Wednesday, December 19, 2007

Our Sunday Visitor: "Mary -- Crucial to Christmas"

Lutheran pastor Charles Dickson, author of the book A Protestant Pastor Looks at Mary, writes in Our Sunday Visitor:
As we approach the Advent and Christmas seasons, we begin to ask ourselves the question as to what role the mother of our Lord should play in our worship and festival observances. How important a place? The answer in a nutshell is: a very important place.

Protestant observances of the events surrounding the Incarnation all but deny the importance of Mary. A few references to her in sermons, a character in the Christmas play, and a statue in the Nativity scene are about as far as it goes in terms of recognizing the role of Our Lady in the divine transcendent event. However, Catholic observers are quick to point out that their own Church hasn't always properly emphasized her importance.

The life and ministry of Jesus on earth begins with the Annunciation and the Incarnation. The vehicle or means by which the Incarnation took place is the Blessed Virgin Mary. The Incarnation of the Son of God requires that we discover God's purposes in the Word made flesh. Through the Annunciation, Mary learned that her motherhood would extend to all who stand in need of God's mercy and forgiveness. As Father Romanus Cessario writes: ''If we reflect on the truth that God chose to come among us as a little Child, we will begin to comprehend what Mary's spiritual motherhood means for the Church.''

Not to emphasize the central role of Mary in history is to dilute the importance of the Incarnation. And when the Incarnation is no longer crucial, the basic tenets of the Christian faith begin to crumble.

In one of his talks on Our Lady, Pope John Paul II clarifies the basis for emphasizing the role of Mary in the Christmas message: ''The fiat of the Annunciation inaugurates the New Covenant between God and the creature. While it incorporates Jesus into our race according to nature, it incorporates Mary with Him according to grace. The bond between God and humankind that was broken by sin is now happily restored.'' As Christians we realize that this change occurs only because of what God has accomplished in Jesus through Mary.


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At 12/19/2007 3:19 PM, Blogger Paul, just this guy, you know? said...

Not to emphasize the central role of Mary in history is to dilute the importance of the Incarnation. And when the Incarnation is no longer crucial, the basic tenets of the Christian faith begin to crumble.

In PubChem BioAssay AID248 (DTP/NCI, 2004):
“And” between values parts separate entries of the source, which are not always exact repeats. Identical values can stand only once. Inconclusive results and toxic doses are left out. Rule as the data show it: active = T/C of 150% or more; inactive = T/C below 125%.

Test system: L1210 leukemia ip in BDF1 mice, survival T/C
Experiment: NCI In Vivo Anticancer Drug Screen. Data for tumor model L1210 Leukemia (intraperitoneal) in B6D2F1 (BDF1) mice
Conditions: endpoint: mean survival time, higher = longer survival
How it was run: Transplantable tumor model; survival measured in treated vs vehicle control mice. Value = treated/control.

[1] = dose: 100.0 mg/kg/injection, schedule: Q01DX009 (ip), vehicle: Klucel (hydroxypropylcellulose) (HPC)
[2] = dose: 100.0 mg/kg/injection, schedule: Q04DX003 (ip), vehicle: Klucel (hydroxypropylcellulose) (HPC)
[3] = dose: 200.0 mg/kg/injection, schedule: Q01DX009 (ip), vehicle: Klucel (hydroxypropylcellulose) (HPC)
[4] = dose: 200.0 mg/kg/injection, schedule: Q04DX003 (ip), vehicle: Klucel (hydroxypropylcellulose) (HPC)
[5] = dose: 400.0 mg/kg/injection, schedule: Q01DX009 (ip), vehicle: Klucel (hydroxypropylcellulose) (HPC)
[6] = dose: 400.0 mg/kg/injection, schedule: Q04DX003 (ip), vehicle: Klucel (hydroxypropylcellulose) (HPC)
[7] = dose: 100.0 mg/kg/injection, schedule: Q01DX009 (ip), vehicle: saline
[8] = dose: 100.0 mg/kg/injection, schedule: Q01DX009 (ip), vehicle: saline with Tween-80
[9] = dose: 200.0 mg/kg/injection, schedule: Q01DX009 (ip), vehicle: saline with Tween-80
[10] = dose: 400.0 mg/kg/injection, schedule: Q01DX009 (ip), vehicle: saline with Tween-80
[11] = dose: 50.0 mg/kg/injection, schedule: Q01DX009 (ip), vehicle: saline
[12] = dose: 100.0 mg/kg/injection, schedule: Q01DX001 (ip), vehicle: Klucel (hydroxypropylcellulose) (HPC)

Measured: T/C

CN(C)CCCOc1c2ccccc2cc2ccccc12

I've seen this in discussions with Protestants who deny Mary her title as "Mother of God". Once they've done that, you can generally get them to deny that Jesus' divine nature is inseperable from his human nature, and that God did not die on the cross for our sins, but only a man.

It's a shortcut right out of orthodox Christianity.

At 12/19/2007 10:07 PM, Blogger Luke said...

Here is my position on Mary:

Mary gave birth to Jesus. However, just like Joseph provided no sperm, so too did Mary provide no egg. In other words, the Christ child was solely conceived by the Holy Spirit. Resultantly, evangelicals like myself do not hold Mary to be sinless, nor do we believe that she bore only Jesus. The scriptures do not support a sinless Mary and also makes reference to Jesus' "brothers" or "brother".

I think what Paul is describing is not a "short cut out of orthodox Christianity", but an over-reaction to the Catholic view of Mary that protestants find to be unsupportable from scripture.

Mary is not the "spiritual mother" of the church, nor is she sinless, nor is she a "co-redemptrix." There is only one head to the church and it is Jesus. There is only one who was without sin, Jesus. There is only one who redeems, Jesus.

At 12/20/2007 11:46 AM, Blogger Jay Anderson said...

"However, just like Joseph provided no sperm, so too did Mary provide no egg. In other words, the Christ child was solely conceived by the Holy Spirit."

So, then, where did Jesus get His humanity? You know, his human DNA? What's the point of bothering being born at all?

For 1500 years, all of Christendom accepted what the Church teaches about Mary. Even after the Reformation protestants such as Luther and Calvin continued to believe what the Church taught about Mary.